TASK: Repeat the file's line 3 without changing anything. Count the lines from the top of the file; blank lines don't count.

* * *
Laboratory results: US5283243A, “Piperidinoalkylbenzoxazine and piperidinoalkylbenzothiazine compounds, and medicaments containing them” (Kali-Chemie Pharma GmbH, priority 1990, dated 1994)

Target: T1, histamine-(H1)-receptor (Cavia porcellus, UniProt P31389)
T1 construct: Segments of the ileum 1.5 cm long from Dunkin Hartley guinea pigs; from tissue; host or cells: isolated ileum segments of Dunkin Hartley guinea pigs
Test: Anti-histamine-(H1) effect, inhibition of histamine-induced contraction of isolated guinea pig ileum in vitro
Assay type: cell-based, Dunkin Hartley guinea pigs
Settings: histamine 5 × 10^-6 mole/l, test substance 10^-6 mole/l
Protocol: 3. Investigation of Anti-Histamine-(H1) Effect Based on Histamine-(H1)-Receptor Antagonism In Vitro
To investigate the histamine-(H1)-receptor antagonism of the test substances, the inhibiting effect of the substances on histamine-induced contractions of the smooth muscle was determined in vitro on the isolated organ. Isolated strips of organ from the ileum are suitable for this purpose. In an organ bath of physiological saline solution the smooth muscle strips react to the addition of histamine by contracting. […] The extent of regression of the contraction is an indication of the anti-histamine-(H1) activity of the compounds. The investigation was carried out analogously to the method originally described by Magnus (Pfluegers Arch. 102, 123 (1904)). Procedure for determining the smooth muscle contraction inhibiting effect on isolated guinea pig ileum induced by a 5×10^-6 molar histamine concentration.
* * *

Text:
T1 construct: Segments of the ileum 1.5 cm long from Dunkin Hartley guinea pigs; from tissue; host or cells: isolated ileum segments of Dunkin Hartley guinea pigs